https://www.fcc.gov/jammers. On October 15, 2012, the Enforcement Bureau also launched a dedicated jammer tip
line--1-855-55-NOJAM (or 1-855-556-6526)--to make it easier for the public to report the use or sale of illegal cell
phone, GPS, or other signal jammers.
7 The GBAS installation at Newark Airport was fully deployed and put into service on September 28, 2012.
8 Specifically, the signal emanating from the Red Ford occupied the spectrum from 1568 to 1595 MHz.
Federal Communications Commission
FCC 13-106consumers and other non-federal government operators. Section 301 of the Act prohibits the use or
operation of "any apparatus for the transmission of energy or communications or signals by radio" within
the United States unless such use is licensed or authorized.9 Jamming devices, however, cannot be
licensed or authorized under the Commission's rules because their sole use and purpose is to block or
interfere with authorized communications, and Section 333 of the Act expressly states that "no person
shall willfully or maliciously interfere with or cause interference to any radio communications of any
station licensed or authorized by or under this Act or operated by the United States Government."10
Moreover, Section 302(b) of the Act provides that "[n]o person shall manufacture,
import, sell, offer for sale, or ship devices or home electronic equipment and systems, or use devices,
which fail to comply with regulations promulgated pursuant to this section."11 In relevant part, the
applicable implementing regulations for Section 302(b) of the Act are set forth in Sections 2.803, 15.201,
and 15.3(o) of the Rules.12 Section 2.803(g) of the Rules provides in pertinent part that:
radio frequency devices that could not be authorized or legally operated under the current
rules . . . shall not be operated, advertised, displayed, offered for sale or lease, sold or
leased, or otherwise marketed . . . absent a license issued under part 5 of this chapter or a
special temporary authorization issued by the Commission.13
In addition, and pursuant to Sections 15.1(c) and 15.201(b) of the Rules,14 intentional radiators15
cannot be operated in the United States or its territories unless they have first been authorized in
accordance with the Commission's certification procedures.16
Jamming devices, however, cannot be certified or authorized because their primary
purpose is to block or interfere with authorized radio communications. Thus, jamming devices such as
the one used by Mr. Bojczak cannot comply with the FCC's technical standards and therefore lawfully
cannot be operated in or imported into the United States or its territories. We emphasize that under the
Act, signal jamming devices are per se illegal; they are specifically designed to block lawful radio
transmissions and therefore compromise the integrity of the nation's communications infrastructure.
Illegal Operation of GPS Jamming Device8.
As discussed above, an agent from the New York Office observed an illegal GPS jamming
device in use in the Red Ford operated by Mr. Bojczak. Mr. Bojczak admitted to the agent that he used the
device to block the GPS-based tracking system installed in the vehicle by his employer and that he did so
intentionally.17 As reported by the FAA, Mr. Bojczak's operation of the GPS jammer repeatedly caused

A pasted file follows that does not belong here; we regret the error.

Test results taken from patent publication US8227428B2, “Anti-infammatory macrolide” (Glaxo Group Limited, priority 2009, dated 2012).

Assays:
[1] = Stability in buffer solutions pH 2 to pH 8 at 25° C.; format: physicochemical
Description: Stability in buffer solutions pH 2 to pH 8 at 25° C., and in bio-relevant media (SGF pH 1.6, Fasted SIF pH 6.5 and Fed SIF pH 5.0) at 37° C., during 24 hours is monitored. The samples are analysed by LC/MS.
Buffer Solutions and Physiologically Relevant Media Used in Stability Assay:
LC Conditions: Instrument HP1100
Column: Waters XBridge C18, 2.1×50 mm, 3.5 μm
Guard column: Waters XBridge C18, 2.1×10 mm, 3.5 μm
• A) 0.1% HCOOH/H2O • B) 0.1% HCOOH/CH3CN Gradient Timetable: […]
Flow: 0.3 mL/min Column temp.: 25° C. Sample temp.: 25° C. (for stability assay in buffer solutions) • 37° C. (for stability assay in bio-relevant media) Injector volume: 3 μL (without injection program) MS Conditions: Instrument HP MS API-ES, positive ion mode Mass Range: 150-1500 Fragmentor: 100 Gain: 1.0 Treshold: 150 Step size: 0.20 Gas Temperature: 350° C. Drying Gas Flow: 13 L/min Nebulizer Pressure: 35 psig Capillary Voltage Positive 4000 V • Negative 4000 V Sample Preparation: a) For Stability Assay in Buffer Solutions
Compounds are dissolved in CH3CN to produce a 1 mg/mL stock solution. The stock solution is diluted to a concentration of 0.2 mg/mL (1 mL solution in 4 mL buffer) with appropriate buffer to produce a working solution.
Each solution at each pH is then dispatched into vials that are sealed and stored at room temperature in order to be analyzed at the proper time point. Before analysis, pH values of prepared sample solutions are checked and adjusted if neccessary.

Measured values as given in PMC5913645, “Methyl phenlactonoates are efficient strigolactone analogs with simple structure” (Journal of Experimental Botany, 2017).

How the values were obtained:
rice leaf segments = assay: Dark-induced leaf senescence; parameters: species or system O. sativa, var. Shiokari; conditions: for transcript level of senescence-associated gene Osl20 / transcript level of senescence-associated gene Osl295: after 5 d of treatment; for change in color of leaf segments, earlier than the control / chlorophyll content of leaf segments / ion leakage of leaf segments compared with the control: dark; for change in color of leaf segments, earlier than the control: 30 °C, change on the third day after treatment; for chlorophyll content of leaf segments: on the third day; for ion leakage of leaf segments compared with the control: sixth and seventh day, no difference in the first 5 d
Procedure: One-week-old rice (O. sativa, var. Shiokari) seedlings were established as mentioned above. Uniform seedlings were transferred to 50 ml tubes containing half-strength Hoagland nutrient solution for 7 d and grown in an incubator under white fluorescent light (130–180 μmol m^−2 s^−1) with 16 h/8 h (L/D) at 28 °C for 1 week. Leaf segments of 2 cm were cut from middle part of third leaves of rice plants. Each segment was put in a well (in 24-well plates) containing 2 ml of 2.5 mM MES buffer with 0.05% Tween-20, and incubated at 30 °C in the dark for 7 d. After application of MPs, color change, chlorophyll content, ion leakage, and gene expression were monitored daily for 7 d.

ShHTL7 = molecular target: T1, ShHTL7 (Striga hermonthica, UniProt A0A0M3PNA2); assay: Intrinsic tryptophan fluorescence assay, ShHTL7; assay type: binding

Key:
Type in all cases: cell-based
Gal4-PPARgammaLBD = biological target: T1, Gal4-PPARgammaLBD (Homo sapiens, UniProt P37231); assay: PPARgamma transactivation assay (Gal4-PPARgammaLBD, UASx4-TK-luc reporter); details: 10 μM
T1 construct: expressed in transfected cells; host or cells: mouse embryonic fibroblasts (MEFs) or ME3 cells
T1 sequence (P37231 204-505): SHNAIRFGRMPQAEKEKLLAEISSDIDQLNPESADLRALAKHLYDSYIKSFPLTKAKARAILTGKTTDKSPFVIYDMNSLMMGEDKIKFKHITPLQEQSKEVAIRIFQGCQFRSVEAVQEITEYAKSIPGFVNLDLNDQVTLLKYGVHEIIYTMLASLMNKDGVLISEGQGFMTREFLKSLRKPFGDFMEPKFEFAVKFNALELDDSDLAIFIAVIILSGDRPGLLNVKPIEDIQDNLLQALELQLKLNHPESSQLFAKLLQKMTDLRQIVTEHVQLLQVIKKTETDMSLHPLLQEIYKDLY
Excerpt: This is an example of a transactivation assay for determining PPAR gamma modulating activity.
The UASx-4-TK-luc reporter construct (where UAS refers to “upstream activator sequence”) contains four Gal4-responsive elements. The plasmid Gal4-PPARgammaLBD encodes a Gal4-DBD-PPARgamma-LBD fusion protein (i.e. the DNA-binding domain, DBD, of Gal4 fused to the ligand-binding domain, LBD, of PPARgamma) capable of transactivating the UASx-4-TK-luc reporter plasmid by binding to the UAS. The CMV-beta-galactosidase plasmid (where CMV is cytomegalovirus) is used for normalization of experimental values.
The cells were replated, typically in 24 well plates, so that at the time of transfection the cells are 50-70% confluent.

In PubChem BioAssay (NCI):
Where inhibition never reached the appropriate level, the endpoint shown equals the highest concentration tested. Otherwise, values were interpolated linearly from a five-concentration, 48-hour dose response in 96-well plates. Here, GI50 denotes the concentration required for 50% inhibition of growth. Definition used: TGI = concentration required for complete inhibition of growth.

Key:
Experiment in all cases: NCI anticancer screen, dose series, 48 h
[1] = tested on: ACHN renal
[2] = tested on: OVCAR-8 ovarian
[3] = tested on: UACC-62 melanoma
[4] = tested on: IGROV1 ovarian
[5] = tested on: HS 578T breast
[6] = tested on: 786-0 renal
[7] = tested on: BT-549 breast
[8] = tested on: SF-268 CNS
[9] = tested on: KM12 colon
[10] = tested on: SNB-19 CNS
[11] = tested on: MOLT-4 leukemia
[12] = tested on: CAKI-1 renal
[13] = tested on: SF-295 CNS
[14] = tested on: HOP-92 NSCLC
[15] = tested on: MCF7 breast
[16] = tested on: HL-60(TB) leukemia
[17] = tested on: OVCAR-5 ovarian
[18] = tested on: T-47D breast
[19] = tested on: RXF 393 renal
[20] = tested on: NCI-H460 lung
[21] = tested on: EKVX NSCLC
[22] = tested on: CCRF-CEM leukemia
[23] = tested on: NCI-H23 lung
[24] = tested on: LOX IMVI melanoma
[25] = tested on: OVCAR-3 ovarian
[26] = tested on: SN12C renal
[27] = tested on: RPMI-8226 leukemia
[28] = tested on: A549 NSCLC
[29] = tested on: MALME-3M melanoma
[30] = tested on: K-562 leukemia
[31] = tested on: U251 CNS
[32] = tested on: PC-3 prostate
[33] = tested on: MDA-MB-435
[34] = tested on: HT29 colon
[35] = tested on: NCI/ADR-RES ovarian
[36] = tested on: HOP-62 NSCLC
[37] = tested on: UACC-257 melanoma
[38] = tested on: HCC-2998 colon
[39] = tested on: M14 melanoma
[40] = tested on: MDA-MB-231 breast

harmful interference to the Newark Airport's GBAS, a system that leverages GPS positioning accuracy to
9 47 U.S.C. 301.
10 Id. 333.
11 Id. 302a(b).
12 47 C.F.R. 2.803, 15.201, 15.3(o).
13 Id. 2.803(g) (emphasis added).
14 Id. 15.1(c), 15.201(b).
15 An "intentional radiator" is a "device that intentionally generates and emits radio frequency energy by radiation or
induction." Id. 15.3(o). Under this definition, signal jamming devices are intentional radiators.
16 See, e.g., 47 C.F.R. 22.377, 24.51, 27.51, 90.203 (requiring certification of transmitters that operate in the
public mobile service, personal communications service, miscellaneous wireless service, and private land mobile
17 See 47 U.S.C. 333.
Federal Communications Commission
FCC 13-106improve aircraft approach, departure, and terminal area operation. Thus, based on the evidence before us,
we find that Mr. Bojczak apparently willfully and repeatedly violated Sections 301, 302(b), and 333 of the
Act, and Sections 2.803(g) and 15.1(c) of the Rules by operating a GPS jammer. 18
Section 503(b) of the Act provides that any person who willfully or repeatedly fails to
comply substantially with the terms and conditions of any license, or willfully or repeatedly fails to comply
with any of the provisions of the Act or of any rule, regulation, or order issued by the Commission
thereunder, shall be liable for a forfeiture penalty.19 Pursuant to the Commission's Forfeiture Policy
Statement and Section 1.80 of the Rules, the base forfeiture amount for (1) operation without an
instrument of authorization is $10,000; (2) use of unauthorized or illegal equipment is $5,000; and (3)
interference to authorized communications is $7,000.20 The Commission retains the discretion, however,
to issue a higher or lower forfeiture than provided in the Forfeiture Policy Statement or to apply
alternative or additional sanctions as permitted by the statute, subject to the statutory cap.21 For violations
of the signal jamming prohibition by individuals, the Communications Act authorizes monetary
forfeitures of up to $16,000 for each violation or, in the case of a continuing violation, the Commission
may impose monetary forfeitures of up to $16,000 for each day of such continuing violation up to a
maximum forfeiture of $112,500 for any single act or failure to act.22
In assessing the appropriate monetary penalty for the misconduct at issue, we must take
into account the statutory factors set forth in Section 503(b)(2)(E) of the Act, which include the nature,
circumstances, extent, and gravity of the violations, and with respect to the violator, the degree of
18 See 47 U.S.C. 301, 302(b), 333; 47 C.F.R. 2.803(g), 15.1(c).
19 47 U.S.C. 503(b). Section 503(b) of the Act provides that any person who willfully or repeatedly fails to
comply substantially with the terms and conditions of any license, or willfully or repeatedly fails to comply with any
of the provisions of the Act or any rule, regulation, or order issued by the Commission thereunder shall be liable for